His fear is now my concern Combining Families!

His fear is now my concern Combining Families!

Postby TheLoveLee1 » Mon Mar 28, 2011 3:57 am

I have recently reunited with my 1st love of 10 years ago, we have made a big decision to relocate my children and myself to his state and transition together but his fear is how the children will perceive him and how he will perceive them. The back story is that we dated in 01 long distance for 2 years I had 2 children then that were young he had none. I now have 4 and he has 1, two being teenagers. We have reunited at a time where we both single parents, have been through it all relationship wise including marriage and God has brought us back together at the right time in both our lives where we need each other’s Love, care trust and companionship. He has made it clear that he don’t care about anything but us getting to him and we have started putting in place everything that goes along with the foundation of this partnership. As time goes by and we’re communicating (which I love) he has brought up once the fear of being a “Step Father” to the children because 1 he has only been around his daughter she’s an only child and so way he, the fear that they may not like him, or not being use to him, and even because he’s a strict father to his daughter (which he raised 3 of 8 years by himself and she is a GREAT child) he would apply the same discipline to them which he fears may make them not like him.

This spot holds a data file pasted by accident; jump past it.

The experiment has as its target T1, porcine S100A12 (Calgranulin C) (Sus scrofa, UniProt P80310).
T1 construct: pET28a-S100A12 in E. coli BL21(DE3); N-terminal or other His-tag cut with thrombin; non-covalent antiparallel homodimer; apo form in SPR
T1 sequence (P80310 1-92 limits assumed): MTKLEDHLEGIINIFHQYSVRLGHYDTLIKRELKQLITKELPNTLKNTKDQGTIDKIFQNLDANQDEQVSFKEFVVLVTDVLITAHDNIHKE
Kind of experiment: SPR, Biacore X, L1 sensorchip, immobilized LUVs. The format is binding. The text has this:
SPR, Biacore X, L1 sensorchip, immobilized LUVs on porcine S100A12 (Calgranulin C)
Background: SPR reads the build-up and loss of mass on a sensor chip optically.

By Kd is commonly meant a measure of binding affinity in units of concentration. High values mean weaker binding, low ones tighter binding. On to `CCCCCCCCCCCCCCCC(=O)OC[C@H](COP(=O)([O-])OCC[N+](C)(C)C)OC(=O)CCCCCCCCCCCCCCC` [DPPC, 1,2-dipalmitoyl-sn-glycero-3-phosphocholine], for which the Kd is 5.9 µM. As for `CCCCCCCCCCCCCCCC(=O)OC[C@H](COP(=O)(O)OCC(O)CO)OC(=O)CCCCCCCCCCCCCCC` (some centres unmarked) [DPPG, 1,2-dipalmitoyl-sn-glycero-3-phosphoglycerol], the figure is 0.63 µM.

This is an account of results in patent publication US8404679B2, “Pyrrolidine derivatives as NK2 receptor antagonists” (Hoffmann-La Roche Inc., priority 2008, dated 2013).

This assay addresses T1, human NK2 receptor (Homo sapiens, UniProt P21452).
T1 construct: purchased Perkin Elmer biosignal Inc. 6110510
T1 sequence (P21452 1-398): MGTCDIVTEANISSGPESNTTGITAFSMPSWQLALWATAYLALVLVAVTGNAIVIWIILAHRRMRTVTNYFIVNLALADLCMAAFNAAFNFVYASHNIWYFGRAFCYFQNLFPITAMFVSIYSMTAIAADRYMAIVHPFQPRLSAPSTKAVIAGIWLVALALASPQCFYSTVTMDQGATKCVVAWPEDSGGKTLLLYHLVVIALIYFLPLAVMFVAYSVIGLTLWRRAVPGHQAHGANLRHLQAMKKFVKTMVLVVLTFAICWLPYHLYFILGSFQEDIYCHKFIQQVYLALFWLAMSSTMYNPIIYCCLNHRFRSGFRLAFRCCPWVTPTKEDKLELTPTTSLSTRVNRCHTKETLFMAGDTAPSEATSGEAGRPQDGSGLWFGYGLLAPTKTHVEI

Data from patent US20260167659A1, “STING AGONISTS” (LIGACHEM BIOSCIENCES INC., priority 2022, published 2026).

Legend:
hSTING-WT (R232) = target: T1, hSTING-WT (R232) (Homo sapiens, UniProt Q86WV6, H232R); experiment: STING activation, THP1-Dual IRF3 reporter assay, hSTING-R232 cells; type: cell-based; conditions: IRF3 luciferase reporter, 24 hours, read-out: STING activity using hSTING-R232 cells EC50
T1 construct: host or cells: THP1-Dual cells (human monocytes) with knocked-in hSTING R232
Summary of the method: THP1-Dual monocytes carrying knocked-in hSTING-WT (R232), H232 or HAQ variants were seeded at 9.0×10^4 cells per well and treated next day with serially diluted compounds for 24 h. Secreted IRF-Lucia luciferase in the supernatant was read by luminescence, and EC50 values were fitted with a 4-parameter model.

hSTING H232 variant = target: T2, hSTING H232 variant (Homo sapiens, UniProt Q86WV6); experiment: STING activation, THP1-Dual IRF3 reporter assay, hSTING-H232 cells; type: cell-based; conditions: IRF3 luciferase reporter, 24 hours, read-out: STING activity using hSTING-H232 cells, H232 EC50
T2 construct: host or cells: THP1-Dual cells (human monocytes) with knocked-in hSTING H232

I trust this man with my life he’s a great person, has a great soul and his intentions are well off But I once to was a teenager with a step father that came out of nowhere taking over what we felt was our life and we drove him crazy and took him through hell!

Our plans is to let them stay with family during the summer so that I can get settled with school and work which will give him and I time for ourselves before they come in late August. Only my 12 year-old and 8 year old is coming with me.

My 12 year old good girl VERY intelligent so she will challenge people in a way that it comes off wrong to me I have tried to correct her on this but has been shunned by teachers and other family members because they “like” the strength in her I don’t and it bothers me.

My 8 year-old is the typical mischievous 8 year- old boy Great kid at home, straight A’s in school but acts out in class. So I do have issues that worry me in which I have talked to him about and he feels they just need a positive male in their life.

What can I do as a parent to prepare my children especially my 12 year old daughter with this transition?

How can I make his comfortable with playing that role in their life without him feeling overwhelmed?